How to Get Rid of Downy Mildew
Downy mildew is a common plant disease that can be found in many gardens. At first, owners mistake this disease for a frost damage, so it often progresses until gardeners realize what’s going on.
One of the main problems with this disease is that the affected plants may look perfectly healthy
until it hits hard. After this, the disease can quickly turn your lush mounds into a tangled mess.
The pathogen tolerates warm days, especially when evening temperatures are around 50s or lower 60s degrees F. This is ideal for the disease to develop in your plants.
One of the prime targets of the downy mildew are flowery plants, but it can attack and harm other types of plants as well. It’s also important to treat plants at the greenhouse preventively for this disease.
About Downy Mildew
Downy mildew is a fungus-like organism or water mold. It’s related to pythium and phytopthra. This disease has been identified in many states. The outbreaks usually happen in the late summer or early fall. This pathogen has been in the United State since the mid-1800, and it’s difficult to tell when the new outbreak will start or what causes the disease to spread so quickly.
It takes about 14 days for the velvety-white spores to grow big enough to be seen with the naked eye. They appear on the undersides of leaves. The disease likes evening temperatures in the 50-60 F range, especially if there is moisture, such as a rainstorm or overcast days of drizzle or fog. In fact, all it takes is a few hours of leaf wetness for spores to spread on the plants.
In the past, fungicides with the active ingredient fluopicolide have been effective against the disease, but today it has build a resistance.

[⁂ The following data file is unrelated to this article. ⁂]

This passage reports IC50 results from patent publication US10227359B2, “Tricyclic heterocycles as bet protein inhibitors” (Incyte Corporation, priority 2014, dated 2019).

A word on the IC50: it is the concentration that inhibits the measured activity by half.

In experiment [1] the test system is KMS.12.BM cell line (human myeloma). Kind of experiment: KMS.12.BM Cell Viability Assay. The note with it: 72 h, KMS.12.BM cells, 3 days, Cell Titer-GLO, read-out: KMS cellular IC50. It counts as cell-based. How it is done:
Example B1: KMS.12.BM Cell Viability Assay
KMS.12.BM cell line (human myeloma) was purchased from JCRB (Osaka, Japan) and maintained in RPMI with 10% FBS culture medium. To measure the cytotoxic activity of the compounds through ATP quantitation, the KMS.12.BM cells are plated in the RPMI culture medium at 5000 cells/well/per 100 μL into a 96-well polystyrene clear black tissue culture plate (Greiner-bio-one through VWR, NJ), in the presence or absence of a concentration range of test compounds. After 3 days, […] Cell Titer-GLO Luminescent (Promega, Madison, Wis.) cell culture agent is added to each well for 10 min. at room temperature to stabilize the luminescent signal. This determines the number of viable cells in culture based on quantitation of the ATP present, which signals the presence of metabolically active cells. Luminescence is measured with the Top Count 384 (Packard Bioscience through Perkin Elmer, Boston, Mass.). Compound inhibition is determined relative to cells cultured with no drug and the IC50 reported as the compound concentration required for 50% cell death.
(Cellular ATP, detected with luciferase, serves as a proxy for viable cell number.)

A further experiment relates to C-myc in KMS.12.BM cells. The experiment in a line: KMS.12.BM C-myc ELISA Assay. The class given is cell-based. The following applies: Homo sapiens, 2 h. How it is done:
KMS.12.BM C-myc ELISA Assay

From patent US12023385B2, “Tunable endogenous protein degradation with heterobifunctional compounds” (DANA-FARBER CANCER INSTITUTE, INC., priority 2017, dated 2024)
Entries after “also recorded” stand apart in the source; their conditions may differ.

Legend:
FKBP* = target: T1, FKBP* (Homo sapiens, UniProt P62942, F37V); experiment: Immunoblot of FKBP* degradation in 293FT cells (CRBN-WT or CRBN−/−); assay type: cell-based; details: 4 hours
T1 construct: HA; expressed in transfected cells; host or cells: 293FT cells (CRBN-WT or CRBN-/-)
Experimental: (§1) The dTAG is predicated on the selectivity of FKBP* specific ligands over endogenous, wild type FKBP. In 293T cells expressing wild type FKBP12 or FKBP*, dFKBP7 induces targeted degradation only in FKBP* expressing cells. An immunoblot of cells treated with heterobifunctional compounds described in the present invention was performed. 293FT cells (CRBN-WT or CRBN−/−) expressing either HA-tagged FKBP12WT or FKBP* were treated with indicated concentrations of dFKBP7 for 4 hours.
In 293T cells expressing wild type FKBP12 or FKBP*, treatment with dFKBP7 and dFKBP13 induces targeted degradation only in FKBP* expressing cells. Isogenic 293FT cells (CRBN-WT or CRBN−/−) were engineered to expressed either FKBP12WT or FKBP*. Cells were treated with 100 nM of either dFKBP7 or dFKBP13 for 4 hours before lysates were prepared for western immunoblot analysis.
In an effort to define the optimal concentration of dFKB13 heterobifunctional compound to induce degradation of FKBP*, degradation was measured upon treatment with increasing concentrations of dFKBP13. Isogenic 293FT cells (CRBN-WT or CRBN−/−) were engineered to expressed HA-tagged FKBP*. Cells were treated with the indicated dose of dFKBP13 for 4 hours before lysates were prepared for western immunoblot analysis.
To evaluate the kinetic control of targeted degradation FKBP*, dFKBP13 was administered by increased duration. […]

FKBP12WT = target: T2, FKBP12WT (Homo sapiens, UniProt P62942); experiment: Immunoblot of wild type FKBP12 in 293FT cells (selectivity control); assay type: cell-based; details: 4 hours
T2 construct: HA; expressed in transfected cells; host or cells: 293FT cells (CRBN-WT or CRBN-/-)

It’s also important to remember that two plantings on one property could be affected differently. One group of tightly placed plants in the shade, with little air movement, can be completely devastated while the same variety planted 20 yards away in the sun and with good air movement can remain healthy.
What to do?
When you notice the disease, it’s important to act quickly. You have to remove the infected plant material immediately: bury it or burn it. Never replant this material or the disease will spread. Think about alternative plantings. If you really want to grow other plants in the same landscape beds that have been previously infected, you must use plants which have shown high levels of resistance.
Even though the disease is tough and often resistant to common fungicides it’s possible to get rid of it, especially if you act quickly and remove the infected plant material as soon as you notice downy mildew developing. Also, a good measure is to always use preventive fungicides before the disease has a chance to develop in the first place. These fungicides tend to be more effective for prevention than curing the disease.
Another thing you can do is to always rotate the beds you plant or mix up massive plantings with some other varieties. Monoculture can be dangerous so make sure to have many different plantings in your garden. Also, inform yourself about the plant species resistant to downy mildew and consider planting them in your garden.